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11 - 20 of 83 results for: PATHWAYS::* ; Currently searching offered courses. You can also include unoffered courses

BIOE 377: Startup Garage: Testing and Launch

STRAMGT 356/ BIOE 376 teams that concluded at the end of fall quarter that their preliminary product or service and business model suggest a path to viability, may continue with STRAMGT 366/ BIOE 377 in winter quarter. Teams develop more elaborate versions of their product/service and business model, perform a series of experiments to test key hypotheses about their product and business model, and prepare and present an investor pitch for a seed round of financing to a panel of seasoned investors and entrepreneurs.
Terms: Win | Units: 4 | Grading: Letter or Credit/No Credit

CEE 265D: Water and Sanitation in Developing Countries

Terms: Spr | Units: 1-3 | Grading: Letter (ABCD/NP)
Instructors: Davis, J. (PI)

CHEMENG 482: The Startup Garage: Design (SOMGEN 282)

(Same as STRAMGT 356) The Startup Garage is an experiential lab course that focuses on the design, testing and launch of a new venture. Multidisciplinary student teams work through an iterative process of understanding user needs, creating a point of view statement, ideating and prototyping new product and services and their business models, and communicating the user need, product, service and business models to end-users, partners, and investors. In the autumn quarter, teams will: identify and validate a compelling user need and develop very preliminary prototypes for a new product or service and business models. Students form teams, conduct field work and iterate on the combination of business model -- product -- market. Teams will present their first prototypes (business model - product - market) at the end of the quarter to a panel of entrepreneurs, venture capitalists, angel investors and faculty.
Terms: Aut | Units: 4 | Grading: Medical Option (Med-Ltr-CR/NC)

CHEMENG 484: The Startup Garage: Testing and Launch (SOMGEN 284)

This is the second quarter of the two-quarter series. In this quarter, student teams expand the field work they started in the fall quarter. They get out of the building to talk to potential customers, partners, distributors, and investors to test and refine their business model, product/service and market. This quarter the teams will be expected to develop and test a minimally viable product, iterate, and focus on validated lessons on: the market opportunity, user need and behavior, user interactions with the product or service, business unit economics, sale and distribution models, partnerships, value proposition, and funding strategies. Teams will interact with customers, partners, distributors, investors and mentors with the end goal of developing and delivering a funding pitch to a panel of entrepreneurs, venture capitalists, angel investors and faculty.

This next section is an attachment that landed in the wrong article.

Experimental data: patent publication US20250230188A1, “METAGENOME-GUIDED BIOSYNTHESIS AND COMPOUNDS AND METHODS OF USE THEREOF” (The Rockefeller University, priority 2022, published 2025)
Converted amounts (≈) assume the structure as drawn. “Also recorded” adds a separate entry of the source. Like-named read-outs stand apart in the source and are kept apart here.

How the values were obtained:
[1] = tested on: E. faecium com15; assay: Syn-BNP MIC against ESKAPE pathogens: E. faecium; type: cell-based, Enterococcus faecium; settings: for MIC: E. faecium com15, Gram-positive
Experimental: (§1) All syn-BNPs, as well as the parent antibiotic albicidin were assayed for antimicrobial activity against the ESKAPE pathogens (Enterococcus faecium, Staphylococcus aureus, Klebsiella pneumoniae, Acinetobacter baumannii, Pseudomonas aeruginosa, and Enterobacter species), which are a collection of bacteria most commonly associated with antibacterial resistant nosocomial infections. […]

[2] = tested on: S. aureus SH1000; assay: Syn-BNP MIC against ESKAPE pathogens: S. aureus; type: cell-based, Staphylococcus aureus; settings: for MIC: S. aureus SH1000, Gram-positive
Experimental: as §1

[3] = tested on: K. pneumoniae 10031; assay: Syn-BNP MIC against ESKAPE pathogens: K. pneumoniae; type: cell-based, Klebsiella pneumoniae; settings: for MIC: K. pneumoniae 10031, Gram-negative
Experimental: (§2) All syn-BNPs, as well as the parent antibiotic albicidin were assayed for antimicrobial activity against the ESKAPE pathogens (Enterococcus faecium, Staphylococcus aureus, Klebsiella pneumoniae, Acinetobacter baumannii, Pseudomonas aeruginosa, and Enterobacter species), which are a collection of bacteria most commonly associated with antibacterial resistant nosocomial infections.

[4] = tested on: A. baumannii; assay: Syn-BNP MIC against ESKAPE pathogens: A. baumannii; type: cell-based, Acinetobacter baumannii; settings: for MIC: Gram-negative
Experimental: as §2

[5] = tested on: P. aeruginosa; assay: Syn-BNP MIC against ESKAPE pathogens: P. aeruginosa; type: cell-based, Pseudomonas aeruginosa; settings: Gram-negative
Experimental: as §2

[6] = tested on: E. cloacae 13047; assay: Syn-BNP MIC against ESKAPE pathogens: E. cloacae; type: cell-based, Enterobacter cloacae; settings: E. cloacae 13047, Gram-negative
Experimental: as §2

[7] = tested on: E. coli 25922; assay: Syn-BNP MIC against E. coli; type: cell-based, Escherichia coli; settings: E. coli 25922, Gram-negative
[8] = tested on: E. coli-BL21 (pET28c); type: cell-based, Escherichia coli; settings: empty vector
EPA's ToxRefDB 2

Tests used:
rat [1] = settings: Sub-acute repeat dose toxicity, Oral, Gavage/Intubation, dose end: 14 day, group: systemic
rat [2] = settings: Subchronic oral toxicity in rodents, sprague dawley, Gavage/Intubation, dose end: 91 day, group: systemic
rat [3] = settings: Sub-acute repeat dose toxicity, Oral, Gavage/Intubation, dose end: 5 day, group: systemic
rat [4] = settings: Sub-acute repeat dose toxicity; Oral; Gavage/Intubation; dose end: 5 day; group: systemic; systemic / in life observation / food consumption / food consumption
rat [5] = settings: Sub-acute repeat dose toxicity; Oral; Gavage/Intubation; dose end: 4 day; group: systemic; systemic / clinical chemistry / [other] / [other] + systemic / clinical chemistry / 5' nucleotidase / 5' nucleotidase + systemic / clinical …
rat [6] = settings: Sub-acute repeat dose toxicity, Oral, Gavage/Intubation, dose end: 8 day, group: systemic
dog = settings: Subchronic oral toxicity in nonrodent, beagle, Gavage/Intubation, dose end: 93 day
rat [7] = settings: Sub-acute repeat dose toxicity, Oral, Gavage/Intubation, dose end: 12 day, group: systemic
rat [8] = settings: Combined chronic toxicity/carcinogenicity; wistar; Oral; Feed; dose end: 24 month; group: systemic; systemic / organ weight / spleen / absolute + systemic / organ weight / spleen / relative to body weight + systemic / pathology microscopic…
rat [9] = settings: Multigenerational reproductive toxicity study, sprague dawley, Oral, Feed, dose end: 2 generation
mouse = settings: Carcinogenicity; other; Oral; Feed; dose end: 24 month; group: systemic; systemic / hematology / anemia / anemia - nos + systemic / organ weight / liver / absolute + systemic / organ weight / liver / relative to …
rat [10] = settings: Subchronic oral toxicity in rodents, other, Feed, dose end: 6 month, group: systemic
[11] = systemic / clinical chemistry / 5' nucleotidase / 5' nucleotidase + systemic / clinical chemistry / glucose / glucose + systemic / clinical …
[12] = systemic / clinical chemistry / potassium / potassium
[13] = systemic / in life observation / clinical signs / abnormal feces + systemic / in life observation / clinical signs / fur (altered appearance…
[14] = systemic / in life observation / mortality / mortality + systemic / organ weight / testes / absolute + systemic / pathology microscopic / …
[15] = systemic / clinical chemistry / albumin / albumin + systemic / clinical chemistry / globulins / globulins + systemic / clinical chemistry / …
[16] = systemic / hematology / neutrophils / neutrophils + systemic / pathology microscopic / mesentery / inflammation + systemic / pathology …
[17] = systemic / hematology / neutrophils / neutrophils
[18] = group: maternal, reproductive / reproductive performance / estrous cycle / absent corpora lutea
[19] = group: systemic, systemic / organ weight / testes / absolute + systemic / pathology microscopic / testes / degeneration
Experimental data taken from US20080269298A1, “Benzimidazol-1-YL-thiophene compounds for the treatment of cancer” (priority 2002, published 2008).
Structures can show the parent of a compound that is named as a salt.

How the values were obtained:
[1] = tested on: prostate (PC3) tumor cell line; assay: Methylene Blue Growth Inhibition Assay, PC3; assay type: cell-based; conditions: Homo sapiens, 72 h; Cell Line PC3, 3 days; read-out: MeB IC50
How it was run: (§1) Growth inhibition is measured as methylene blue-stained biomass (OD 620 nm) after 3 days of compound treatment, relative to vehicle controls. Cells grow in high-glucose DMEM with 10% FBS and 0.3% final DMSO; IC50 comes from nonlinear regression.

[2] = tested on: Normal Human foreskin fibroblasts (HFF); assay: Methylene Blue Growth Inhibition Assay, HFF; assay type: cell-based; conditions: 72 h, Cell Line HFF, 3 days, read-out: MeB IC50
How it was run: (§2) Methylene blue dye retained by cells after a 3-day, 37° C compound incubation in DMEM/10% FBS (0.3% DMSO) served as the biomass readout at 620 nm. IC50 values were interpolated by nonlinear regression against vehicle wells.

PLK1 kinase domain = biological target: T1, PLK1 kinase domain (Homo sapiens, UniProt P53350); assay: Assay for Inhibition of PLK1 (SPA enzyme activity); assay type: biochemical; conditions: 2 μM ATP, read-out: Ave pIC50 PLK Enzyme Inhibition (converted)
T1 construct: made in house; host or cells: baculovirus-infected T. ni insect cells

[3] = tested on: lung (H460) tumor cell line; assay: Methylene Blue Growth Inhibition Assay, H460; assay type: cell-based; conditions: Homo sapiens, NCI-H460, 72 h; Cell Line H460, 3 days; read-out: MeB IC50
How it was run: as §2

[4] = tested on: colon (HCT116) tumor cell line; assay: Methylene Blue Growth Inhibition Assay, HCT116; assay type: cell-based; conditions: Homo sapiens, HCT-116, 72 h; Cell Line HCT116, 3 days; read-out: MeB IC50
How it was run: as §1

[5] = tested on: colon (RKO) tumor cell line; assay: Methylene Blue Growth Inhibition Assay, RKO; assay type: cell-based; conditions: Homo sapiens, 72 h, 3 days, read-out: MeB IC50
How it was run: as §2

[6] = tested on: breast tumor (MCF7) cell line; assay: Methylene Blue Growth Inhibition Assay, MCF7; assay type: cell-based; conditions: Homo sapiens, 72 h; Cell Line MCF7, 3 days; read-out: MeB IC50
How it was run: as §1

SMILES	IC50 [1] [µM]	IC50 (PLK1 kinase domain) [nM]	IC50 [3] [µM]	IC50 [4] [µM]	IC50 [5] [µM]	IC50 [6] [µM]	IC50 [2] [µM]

Terms: Win | Units: 4 | Grading: Medical Option (Med-Ltr-CR/NC)

CHPR 212: Methods for Health Care Delivery Innovation, Implementation and Evaluation (HRP 218, MED 212)

Terms: Win | Units: 2 | Grading: Medical Satisfactory/No Credit

CHPR 228: Theoretical Foundations and Design of Behavioral Intervention Trials

Focuses on the knowledge and skills, respect and thoughtful practice of designing health promotion interventions that are relevant, theoretically-informed, have broad impacts, and can endure. Provides an in-depth review of intervention approaches for health promotion and disease prevention and covers the leading theories of behavior change. Follows an integrative model to demonstrate similarities and differences between the theoretical approaches, seeking what is useful and worthwhile in each theoretical model rather than looking primarily for what is most easily criticized. Practical in nature with emphasis on the specifics of needs assessments and intervention development and delivery and how these may vary across community settings, with diverse populations, addressing different behaviors, and leveraging traditional and emerging delivery channels. Explores intervention creation, delivery, effectiveness, and sustainability to identify and better understand the resources and other pra more »
Focuses on the knowledge and skills, respect and thoughtful practice of designing health promotion interventions that are relevant, theoretically-informed, have broad impacts, and can endure. Provides an in-depth review of intervention approaches for health promotion and disease prevention and covers the leading theories of behavior change. Follows an integrative model to demonstrate similarities and differences between the theoretical approaches, seeking what is useful and worthwhile in each theoretical model rather than looking primarily for what is most easily criticized. Practical in nature with emphasis on the specifics of needs assessments and intervention development and delivery and how these may vary across community settings, with diverse populations, addressing different behaviors, and leveraging traditional and emerging delivery channels. Explores intervention creation, delivery, effectiveness, and sustainability to identify and better understand the resources and other practical considerations necessary to produce, deliver, monitor, and disseminate an intervention with demonstrated effectiveness. Examples drawn from across the behavioral spectrum and include tobacco control, physical activity, healthy diet, stress and distress, as well as consideration of the complexities of extending interventions to target multiple risk behaviors. Students develop a foundational understanding of behavior change theory, rigorous research methods, and creative design strategies to advance the health of individuals and communities.